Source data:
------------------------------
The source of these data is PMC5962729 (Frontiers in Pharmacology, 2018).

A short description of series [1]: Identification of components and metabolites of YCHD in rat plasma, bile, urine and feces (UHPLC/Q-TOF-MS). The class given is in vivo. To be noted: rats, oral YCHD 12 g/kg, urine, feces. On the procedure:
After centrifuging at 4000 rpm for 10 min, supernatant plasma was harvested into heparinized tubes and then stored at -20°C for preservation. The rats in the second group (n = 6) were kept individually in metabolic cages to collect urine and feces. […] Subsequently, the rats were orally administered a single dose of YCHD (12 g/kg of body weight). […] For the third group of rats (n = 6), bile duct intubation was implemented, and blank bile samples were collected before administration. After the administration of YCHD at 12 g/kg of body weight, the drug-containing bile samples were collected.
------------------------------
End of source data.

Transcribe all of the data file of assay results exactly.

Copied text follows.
The source of these data is PMC5962729 (Frontiers in Pharmacology, 2018).

A short description of series [1]: Identification of components and metabolites of YCHD in rat plasma, bile, urine and feces (UHPLC/Q-TOF-MS). The class given is in vivo. To be noted: rats, oral YCHD 12 g/kg, urine, feces. On the procedure:
After centrifuging at 4000 rpm for 10 min, supernatant plasma was harvested into heparinized tubes and then stored at -20°C for preservation. The rats in the second group (n = 6) were kept individually in metabolic cages to collect urine and feces. […] Subsequently, the rats were orally administered a single dose of YCHD (12 g/kg of body weight). […] For the third group of rats (n = 6), bile duct intubation was implemented, and blank bile samples were collected before administration. After the administration of YCHD at 12 g/kg of body weight, the drug-containing bile samples were collected.